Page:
New Statute Prohibits Naming Trustees as Parties in Civil Cases

by Christopher Simmons on September 6, 2011

New Statute Prohibits Naming Trustees as Parties in Civil Actions, including Condemnation Cases

New Statute Prohibits Naming Trustees as Parties in Civil Actions, including Condemnation Cases

North Carolina has just ratified a bill, signed by the Governor, that is partially entitled,

“AN ACT TO MODERNIZE AND ENACT CERTAIN PROVISIONS REGARDING DEEDS OF TRUST….”

S.B. 679, 2011 Sess. Law 312 (the “Act”).

The Act, which is effective October 1, 2011, modifies North Carolina General Statutes in Chapters 24 (Interest), 45 (Mortgages and Deeds of Trust), and 161 (Register of Deeds). It also creates a new statute, N.C. Gen. Stat. § 45-45.3, which is entitled, “Trustee in a deed of trust” and is set out below.  That statute effectively prohibits anyone from naming a trustee under a deed of trust as a defendant in any civil action other than a foreclosure or an exercise of a power of sale.  If a trustee is improperly named as a party, the statute permits the named trustee to seek and receive an involuntary dismissal and costs and attorneys’ fees.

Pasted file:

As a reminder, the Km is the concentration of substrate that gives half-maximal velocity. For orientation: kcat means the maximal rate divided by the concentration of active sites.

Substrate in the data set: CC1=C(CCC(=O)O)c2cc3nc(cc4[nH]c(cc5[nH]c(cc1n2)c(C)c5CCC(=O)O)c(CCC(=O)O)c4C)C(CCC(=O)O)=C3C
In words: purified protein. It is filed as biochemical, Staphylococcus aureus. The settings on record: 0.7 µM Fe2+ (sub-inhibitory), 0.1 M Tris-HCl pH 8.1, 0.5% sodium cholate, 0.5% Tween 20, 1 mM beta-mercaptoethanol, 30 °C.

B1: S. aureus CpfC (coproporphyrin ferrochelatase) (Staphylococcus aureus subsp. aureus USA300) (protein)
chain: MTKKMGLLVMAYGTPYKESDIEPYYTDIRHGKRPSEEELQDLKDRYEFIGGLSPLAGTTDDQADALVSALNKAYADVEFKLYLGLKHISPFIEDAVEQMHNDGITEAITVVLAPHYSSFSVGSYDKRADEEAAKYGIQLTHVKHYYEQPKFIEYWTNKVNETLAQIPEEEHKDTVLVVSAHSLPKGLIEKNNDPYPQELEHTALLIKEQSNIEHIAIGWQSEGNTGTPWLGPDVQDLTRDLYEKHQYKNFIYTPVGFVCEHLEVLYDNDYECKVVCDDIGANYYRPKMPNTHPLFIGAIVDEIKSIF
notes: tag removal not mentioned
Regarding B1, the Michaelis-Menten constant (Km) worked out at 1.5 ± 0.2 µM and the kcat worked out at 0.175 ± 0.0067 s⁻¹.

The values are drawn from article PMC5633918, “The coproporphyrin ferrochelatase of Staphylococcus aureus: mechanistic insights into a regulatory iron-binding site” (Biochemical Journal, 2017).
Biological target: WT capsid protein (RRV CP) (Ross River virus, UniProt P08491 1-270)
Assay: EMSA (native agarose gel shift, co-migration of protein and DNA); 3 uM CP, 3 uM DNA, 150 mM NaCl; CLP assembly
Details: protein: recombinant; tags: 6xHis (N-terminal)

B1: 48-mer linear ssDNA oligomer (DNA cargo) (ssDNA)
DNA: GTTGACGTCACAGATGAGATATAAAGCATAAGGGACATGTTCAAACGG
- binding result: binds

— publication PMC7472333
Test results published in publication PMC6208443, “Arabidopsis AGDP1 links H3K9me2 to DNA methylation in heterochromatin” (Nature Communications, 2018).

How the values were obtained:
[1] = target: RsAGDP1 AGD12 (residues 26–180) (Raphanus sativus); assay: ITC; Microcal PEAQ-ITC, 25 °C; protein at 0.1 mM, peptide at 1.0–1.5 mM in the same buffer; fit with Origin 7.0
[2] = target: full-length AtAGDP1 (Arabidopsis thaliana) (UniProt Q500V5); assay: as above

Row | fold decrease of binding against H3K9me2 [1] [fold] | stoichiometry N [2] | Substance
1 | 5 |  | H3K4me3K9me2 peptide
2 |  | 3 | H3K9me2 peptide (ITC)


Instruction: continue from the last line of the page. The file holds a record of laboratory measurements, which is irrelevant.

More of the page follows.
N.C. Gen. Stat. § 45-45.3 Applies to All Civil Actions including Condemnation

Because this statute affects civil actions, including eminent domain in North Carolina, we have recently posted about it at CarolinaCondemnationLaw.com.

To read more about this new statute, and find out how to deal with it, you should click here.